Category Archives: Mary May Larmoyeux

Google Docs: A Helpful Tool for Writers Who Want to Collaborate

I wanted to share this post by Mary Larmoyeux from the WordServe Water Cooler with our StoryWriting Studio friends. Hope you enjoy it! Karen

WordServe Water Cooler

woman on laptop

Years ago Ethan Pope and I wrote a book together called There’s No Place Like Home (Broadman & Holman). Thanks to email, the phone, and a fax machine, we were able to communicate pretty well back them. But not nearly as well as Karen Jordan and I recently did as we worked together on a book proposal. Our collaboration was so much easier because of Google Docs!

What is Google Docs? It’s a free online word processor available to anyone who has a gmail account (which you can get for free). Like most word processing programs, it makes it possible for you to change the appearance of a document: the size of the text, spacing of lines, paragraph styles, headings, etc.

It also allows you to write, edit, and collaborate with others at the same time. And you can upload a Word document and then convert it to a Google document…

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Four Ideas for Helping Children Learn How to Write Stories

– by Mary May Larmoyeux

notebook and penSome of my grandkids live out of state, and we have great fun connecting each week for our online writing “class.”

Here are four ideas for helping children learn how to write stories:

1) Read the same book and then, via Skype, talk about the author’s ideas, writing style, etc.

2) If possible, watch the DVD “Writing Strategies” by Rock N Learn. (It features Marco the Pencil and covers things like how to brainstorm ideas, hook the readers, write effective dialogue, and much more.) Then help the kids put what Marco says into practice.

3) Ask the kids to write something every week in a journal.

4) Read author Tricia Goyer’s wonderful blog post  “6 Activities for Your Kids’ Writing Club/For Teens & Preteens.”

What suggestions do you have for teaching kids how to write stories … and how to help them love the written word?

Post © 2014 Mary May Larmoyeux. All rights reserved.

Photo © Photodiane | Dreamstime.com
The Grandparent Connection

Visit Mary at http://www.legacyconnection.org. She is the co-author of The Grandparent Connection: 365 Ways to Connect With Your Grandchild’s Heart.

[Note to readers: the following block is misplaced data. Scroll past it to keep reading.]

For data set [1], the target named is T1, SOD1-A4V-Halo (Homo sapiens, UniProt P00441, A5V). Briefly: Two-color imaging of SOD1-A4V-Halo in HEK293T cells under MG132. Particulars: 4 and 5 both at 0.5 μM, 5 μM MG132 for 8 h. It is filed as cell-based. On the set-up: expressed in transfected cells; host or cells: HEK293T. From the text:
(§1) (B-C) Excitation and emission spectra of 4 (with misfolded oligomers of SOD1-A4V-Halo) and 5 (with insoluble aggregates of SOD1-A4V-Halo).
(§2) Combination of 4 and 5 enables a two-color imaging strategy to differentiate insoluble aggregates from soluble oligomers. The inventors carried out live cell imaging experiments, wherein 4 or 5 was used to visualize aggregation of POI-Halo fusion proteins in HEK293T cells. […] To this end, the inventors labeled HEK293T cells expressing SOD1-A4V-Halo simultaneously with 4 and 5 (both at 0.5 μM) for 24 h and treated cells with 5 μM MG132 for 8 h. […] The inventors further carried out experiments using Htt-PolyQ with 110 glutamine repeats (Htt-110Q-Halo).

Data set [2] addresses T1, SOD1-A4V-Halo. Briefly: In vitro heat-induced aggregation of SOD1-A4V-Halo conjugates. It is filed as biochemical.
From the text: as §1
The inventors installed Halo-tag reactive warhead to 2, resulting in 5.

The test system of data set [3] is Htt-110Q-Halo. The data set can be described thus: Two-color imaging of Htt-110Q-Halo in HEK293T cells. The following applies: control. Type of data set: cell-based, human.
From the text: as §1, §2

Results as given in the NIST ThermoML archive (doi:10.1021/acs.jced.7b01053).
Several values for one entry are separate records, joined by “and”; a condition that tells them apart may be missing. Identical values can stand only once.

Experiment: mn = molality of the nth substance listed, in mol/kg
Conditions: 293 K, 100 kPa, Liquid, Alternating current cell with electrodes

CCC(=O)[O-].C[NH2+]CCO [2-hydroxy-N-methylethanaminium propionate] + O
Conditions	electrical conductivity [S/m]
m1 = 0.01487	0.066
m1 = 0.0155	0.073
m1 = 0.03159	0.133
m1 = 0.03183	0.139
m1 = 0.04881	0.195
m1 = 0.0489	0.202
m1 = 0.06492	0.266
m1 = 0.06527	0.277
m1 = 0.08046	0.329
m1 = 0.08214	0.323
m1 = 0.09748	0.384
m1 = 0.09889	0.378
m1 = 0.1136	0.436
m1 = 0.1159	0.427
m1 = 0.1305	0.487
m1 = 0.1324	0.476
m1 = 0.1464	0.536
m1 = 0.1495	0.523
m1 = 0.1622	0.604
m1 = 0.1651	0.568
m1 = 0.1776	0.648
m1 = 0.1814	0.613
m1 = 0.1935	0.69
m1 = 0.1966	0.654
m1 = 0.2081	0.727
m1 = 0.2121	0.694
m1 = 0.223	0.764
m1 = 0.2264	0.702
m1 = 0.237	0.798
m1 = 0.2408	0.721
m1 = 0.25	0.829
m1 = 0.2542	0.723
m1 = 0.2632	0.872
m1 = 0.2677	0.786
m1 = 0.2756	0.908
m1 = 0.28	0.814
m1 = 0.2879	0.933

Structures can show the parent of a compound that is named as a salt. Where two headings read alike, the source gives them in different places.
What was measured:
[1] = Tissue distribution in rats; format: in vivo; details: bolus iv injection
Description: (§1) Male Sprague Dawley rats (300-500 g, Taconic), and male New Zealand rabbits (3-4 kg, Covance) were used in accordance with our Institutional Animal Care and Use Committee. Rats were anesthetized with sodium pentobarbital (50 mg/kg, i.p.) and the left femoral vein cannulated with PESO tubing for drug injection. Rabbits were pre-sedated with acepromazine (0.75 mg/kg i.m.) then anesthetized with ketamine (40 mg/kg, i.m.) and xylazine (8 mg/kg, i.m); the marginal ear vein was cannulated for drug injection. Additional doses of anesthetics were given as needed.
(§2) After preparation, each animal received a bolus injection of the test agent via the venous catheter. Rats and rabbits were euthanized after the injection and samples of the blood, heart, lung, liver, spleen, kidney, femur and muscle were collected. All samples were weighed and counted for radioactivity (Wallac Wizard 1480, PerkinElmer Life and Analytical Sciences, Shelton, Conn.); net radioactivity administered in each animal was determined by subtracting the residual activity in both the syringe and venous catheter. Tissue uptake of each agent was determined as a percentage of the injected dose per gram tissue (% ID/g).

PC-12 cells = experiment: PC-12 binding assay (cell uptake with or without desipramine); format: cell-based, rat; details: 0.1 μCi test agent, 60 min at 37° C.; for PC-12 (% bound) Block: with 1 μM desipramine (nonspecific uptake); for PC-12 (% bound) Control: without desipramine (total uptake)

Sharing Family Stories at Thanksgiving

horn of plentyby Mary May Larmoyeux

Thanksgiving is almost here and it’s a perfect time to share family stories.

As our family will enjoy turkey and dressing this Thanksgiving, we’ll recall not only God’s blessings, but also share some of our family’s favorite stories.

I’ll never forget a time long ago when my mom and dad were visiting for Thanksgiving while Jim’s and my kids were still living at home. We were sharing our blessings and my dad said he was thankful that he had a good wife. Mom couldn’t understand him. “What?” she asked. “You want a new wife?”

We all leaned back in our chairs and laughed, and a Thanksgiving memory was etched on our hearts.

When I think of Mom and Dad, I can still see them holding hands (even after being married for 50 years) and kneeling side-by-side at the foot of their bed to pray. I am very thankful for the parents God gave me!

What is one of your favorite family stories?

Post © 2014 Mary May Larmoyeux. All rights reserved.

Photo © Photodiane | Dreamstime.com
The Grandparent Connection

Visit Mary at http://www.legacyconnection.org. She is the co-author of The Grandparent Connection: 365 Ways to Connect With Your Grandchild’s Heart.

 

For Lovers of Genealogy and Family Stories

by Mary May Larmoyeux

3 generationsI just discovered Family Search, a wonderful free genealogy website created by the Church of Jesus Christ of the Latter Day Saints.

And I stumbled on info. about the Roots Tech 2015 conference, which has been called the world’s largest family history and technology conference. Although Roots Tech will be held in Salt Lake City (February 11-14, 2015), anyone can register for it online.

If you’re like me and love to tell your family’s stories, you might want to check out this website and conference.

Photo © Monkey Business Images / Dreamstime.com

Read:

Grandma’s Quilt

40-Day Challenge: Telling the Stories That Matter Most

Stories Shape History

Saving Family Stories

The Grandparent Connection

 

Visit Mary at http://www.legacyconnection.org. She is the co-author of The Grandparent Connection: 365 Ways to Connect With Your Grandchild’s Heart.

What difference does a deadline make?

dreamstime_stopwatchby Mary May Larmoyeux

Do you have good intentions about your writing? But do you always follow through on those intentions? I don’t.

Once I read something that has stuck with me for years:  A goal without a deadline is a dream.  I really like that. Maybe because I identify with that statement so much.

When I first wrote about capturing our family stories, I said that I’d jot down at least six times when God intervened in a family situation and write about at least one of those things.

I considered my story journey that week a success because I actually made a list of a dozen times when God intervened in my family’s life, and I actually wrote about one of those things.

“When did you do that?” you might ask.

Well … right before writing this post. Although I finished at the last minute, I accomplished the goal. Why? Because I had a deadline: Finish before this post goes live.